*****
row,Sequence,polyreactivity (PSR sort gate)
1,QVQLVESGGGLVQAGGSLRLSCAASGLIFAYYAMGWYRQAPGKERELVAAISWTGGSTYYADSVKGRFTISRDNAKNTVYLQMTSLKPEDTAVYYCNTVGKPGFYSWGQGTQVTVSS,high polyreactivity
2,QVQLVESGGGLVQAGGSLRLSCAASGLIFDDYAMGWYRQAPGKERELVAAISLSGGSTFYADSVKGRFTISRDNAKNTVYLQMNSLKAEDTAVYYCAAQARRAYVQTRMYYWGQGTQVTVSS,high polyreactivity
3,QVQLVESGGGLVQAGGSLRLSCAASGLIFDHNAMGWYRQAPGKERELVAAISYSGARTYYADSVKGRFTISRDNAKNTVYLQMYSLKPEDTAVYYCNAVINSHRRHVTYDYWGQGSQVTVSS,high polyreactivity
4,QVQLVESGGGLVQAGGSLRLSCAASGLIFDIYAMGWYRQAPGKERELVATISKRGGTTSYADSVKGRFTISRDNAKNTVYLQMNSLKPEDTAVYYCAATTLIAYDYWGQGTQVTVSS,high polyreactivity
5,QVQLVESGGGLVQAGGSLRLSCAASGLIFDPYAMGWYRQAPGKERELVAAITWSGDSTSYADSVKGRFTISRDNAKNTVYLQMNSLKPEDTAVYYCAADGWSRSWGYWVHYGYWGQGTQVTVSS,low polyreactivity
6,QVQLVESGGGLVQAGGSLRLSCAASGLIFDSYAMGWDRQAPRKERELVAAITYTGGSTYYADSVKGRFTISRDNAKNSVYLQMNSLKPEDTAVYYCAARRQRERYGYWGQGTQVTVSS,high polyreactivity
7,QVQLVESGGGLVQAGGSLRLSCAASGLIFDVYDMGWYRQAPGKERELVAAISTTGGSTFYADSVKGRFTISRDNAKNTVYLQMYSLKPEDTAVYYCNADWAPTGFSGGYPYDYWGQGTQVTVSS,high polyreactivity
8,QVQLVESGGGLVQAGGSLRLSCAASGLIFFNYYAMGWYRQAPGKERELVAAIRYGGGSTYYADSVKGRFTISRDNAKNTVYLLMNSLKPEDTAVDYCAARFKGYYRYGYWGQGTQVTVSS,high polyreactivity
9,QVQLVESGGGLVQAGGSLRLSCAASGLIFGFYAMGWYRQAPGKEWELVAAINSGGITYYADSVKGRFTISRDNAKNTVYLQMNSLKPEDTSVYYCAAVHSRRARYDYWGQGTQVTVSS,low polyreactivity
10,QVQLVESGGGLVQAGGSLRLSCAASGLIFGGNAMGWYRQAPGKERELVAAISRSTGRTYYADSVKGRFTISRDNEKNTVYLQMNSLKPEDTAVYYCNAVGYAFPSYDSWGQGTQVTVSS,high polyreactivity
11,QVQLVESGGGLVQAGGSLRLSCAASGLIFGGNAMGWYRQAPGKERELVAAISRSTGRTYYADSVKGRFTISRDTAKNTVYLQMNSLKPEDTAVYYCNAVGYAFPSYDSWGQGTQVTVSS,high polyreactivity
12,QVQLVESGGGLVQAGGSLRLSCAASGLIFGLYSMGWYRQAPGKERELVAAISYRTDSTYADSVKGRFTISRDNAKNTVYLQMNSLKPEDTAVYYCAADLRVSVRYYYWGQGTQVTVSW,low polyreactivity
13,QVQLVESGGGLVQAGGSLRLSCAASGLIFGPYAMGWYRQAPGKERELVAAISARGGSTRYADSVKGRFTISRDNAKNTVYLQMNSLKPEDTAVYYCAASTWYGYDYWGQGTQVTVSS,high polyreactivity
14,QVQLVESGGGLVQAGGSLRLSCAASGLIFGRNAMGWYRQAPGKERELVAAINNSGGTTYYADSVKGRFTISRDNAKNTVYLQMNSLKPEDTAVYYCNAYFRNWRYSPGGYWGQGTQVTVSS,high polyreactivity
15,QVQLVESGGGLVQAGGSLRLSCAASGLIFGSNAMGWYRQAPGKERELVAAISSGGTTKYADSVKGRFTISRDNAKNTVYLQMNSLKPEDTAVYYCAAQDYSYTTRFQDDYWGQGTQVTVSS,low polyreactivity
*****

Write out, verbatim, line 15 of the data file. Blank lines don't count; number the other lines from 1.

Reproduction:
14,QVQLVESGGGLVQAGGSLRLSCAASGLIFGRNAMGWYRQAPGKERELVAAINNSGGTTYYADSVKGRFTISRDNAKNTVYLQMNSLKPEDTAVYYCNAYFRNWRYSPGGYWGQGTQVTVSS,high polyreactivity